Attrition is one word that has come into frequent use of late. In most cases, it describes people leaving organizations. We have what is called an attrition rate, which is the figure associated with number of people leaving over a given period. I suspect many companies routinely mention attrition rates in different departments in their balance sheets. If the rate increases compared to a year back, board members and senior executives feel compelled to huddle in meetings and discuss ways to combat the problem.
In tech companies and those that are involved in catering to outsourced works, attrition rate is perceptively more. The same goes in other sunrise sectors like retailing, but comparatively less in traditional sectors like banking. I’m saying this just out of what I gather from various people. In absence of proper surveys, I may as well be wrong.
But if I’ve guessed it right, here are my observations:
- Attrition rate is considerably more among non-core employees. Take core employees as those without whom companies cannot run (for example, an engineer in a construction company or a programmer in a software company or a doctor in a hospital), and non-core employees as ones who form the support group. Without sufficient non-core employees, a company may still run, albeit limping.
Since traditionally companies take more care of core employees, showering them with privileges, non-core employees feel left out and are therefore more prone to leave.
- If a company is not making solid profits to make its employees proud, they feel less secured and become easy targets to be poached upon by rival companies. Here, even if a company incurs loss or does badly, which is a common business phenomenon, it helps if the top bosses leave their corner rooms and speak to the employees to instill confidence among them.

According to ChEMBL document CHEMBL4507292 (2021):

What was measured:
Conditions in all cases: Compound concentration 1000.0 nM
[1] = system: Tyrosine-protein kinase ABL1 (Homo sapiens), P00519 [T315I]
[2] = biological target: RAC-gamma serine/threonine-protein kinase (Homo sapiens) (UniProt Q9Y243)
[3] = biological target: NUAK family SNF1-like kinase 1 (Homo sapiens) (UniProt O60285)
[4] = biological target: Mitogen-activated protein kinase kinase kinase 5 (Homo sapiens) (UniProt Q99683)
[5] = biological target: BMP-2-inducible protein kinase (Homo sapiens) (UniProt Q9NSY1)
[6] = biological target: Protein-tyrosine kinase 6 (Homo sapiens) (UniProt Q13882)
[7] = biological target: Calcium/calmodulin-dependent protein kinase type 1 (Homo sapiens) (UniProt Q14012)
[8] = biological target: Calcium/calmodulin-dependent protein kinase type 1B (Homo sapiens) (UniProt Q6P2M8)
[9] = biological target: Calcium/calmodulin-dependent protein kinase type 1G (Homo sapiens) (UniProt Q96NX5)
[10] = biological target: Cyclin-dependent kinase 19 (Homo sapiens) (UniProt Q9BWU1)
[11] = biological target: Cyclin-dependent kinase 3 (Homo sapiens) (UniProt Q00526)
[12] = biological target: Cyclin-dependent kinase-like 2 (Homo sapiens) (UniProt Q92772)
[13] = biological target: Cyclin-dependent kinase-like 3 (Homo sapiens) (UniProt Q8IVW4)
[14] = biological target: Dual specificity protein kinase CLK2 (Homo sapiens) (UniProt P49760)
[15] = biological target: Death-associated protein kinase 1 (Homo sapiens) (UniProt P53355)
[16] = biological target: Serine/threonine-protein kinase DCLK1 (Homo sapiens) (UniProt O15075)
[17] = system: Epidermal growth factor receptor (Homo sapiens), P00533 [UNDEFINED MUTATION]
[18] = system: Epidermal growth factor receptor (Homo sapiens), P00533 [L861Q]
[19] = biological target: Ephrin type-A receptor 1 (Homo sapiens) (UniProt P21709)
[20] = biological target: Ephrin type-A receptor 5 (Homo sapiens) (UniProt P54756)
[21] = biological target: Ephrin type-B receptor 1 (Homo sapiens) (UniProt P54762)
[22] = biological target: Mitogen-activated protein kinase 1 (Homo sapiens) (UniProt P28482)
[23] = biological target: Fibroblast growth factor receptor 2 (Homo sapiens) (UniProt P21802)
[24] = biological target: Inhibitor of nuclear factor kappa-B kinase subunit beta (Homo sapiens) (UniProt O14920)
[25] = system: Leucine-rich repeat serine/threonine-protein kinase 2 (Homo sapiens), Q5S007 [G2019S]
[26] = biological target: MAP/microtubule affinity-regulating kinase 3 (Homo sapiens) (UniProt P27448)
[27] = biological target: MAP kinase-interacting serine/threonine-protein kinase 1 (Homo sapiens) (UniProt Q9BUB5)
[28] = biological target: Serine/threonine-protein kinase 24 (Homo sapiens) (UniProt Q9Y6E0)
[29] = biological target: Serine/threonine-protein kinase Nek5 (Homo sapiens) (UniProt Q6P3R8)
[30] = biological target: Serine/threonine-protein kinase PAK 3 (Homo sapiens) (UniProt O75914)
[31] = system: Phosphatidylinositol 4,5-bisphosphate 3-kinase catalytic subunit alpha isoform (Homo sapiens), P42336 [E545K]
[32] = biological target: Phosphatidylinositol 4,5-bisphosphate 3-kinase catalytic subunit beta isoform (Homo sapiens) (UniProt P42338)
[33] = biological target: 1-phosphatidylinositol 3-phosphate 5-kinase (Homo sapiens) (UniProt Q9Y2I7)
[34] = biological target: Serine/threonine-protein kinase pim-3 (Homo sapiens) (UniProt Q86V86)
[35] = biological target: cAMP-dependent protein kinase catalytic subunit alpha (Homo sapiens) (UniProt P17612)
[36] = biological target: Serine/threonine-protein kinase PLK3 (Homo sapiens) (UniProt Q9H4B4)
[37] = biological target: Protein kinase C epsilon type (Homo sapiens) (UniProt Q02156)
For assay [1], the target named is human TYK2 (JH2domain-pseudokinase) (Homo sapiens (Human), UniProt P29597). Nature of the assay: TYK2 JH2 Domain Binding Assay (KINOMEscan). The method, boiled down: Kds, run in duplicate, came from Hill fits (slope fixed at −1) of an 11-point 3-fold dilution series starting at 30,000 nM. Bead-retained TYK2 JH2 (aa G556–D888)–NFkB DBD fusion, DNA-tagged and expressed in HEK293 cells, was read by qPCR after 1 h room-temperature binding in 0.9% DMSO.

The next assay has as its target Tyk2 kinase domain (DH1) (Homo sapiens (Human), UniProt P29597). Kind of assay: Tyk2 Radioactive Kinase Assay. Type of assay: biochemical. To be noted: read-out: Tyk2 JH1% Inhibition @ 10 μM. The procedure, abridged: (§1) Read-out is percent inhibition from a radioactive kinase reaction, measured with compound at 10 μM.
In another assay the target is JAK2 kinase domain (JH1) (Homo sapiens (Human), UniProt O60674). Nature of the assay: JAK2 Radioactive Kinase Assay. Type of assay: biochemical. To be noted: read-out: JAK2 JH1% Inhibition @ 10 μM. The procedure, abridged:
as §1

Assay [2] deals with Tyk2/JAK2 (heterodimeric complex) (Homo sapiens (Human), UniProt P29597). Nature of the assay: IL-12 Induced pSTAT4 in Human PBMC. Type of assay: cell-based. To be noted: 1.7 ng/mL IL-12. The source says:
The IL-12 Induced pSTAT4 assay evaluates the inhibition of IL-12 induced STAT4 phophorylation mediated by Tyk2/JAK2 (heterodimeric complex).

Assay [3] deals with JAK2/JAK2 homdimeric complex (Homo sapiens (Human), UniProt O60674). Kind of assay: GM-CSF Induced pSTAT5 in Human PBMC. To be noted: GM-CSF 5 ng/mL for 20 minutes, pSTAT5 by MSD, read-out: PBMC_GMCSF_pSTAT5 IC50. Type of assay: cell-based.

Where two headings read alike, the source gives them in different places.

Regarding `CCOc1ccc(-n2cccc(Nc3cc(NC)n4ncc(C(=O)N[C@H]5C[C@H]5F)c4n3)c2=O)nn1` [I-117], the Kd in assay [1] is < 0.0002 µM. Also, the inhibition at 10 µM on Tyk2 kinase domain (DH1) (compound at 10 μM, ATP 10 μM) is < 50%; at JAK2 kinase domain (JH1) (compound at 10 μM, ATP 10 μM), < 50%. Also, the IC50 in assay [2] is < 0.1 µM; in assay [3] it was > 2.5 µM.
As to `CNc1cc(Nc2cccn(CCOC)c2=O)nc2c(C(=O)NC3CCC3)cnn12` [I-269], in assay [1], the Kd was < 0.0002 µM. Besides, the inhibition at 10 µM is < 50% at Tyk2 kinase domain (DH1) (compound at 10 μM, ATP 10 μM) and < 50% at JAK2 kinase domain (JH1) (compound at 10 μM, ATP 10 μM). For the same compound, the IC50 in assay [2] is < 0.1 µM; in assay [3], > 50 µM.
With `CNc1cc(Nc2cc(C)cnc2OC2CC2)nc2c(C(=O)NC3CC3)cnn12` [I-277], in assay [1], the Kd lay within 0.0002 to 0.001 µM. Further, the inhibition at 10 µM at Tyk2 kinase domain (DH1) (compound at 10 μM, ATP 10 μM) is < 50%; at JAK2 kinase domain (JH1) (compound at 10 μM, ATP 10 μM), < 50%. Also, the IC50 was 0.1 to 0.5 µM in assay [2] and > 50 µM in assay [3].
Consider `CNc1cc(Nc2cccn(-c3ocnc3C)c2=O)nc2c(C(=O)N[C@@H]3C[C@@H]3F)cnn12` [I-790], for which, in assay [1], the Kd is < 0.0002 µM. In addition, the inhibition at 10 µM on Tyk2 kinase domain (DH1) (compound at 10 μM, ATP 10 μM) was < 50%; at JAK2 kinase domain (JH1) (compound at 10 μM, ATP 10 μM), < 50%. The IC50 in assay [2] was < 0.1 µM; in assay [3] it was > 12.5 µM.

- A lot depends on how a company is perceived by general public. A good corporate image is helpful but not sufficient. It requires a lot to nurture and maintain a good image, while just a trivial issue can make a dent to it.
- Transparency in company’s working will have to be such that employees have recourse to any information, save the most important ones, about the company. According to me, the better half of transparency is grievance redressing. It is very important that employees’ grievances are given due weight and consideration instead of brushing them under the carpet.
- An employee’s responsibility has to be crystal clear. There cannot be any ambiguity here. If he or she has to multitask, it needs to be explained clearly. In addition, a greater flexibility in approaching a work and allowing him/her to take decisions are always welcome.
- Even veterans need training now and then for the simple reason that concepts of work are always changing, more so in today’s digital era. Lack of knowledge gradually takes the shape feeling left out, and no guessing there what happens then.
These and similar other issues came up in discussions I today had with some industry people in an informal talk. The point is I’m not an HR person, I only write specialized reports based on accounts given to me. But then, I believe much of what I said above does not need a genius to understand. They are very commonplace and easily comprehensible.
Trouble arises when we fail to strike a balance when we work together. Haven’t I missed mentioning teamwork? It’s that trait that helps us adding our individual abilities. Companies need this, whether on shop floor or in board room.
That more or less sums up today’s job scenario, and perhaps some pointers as to how attrition rates can be lessened, if not arrested altogether.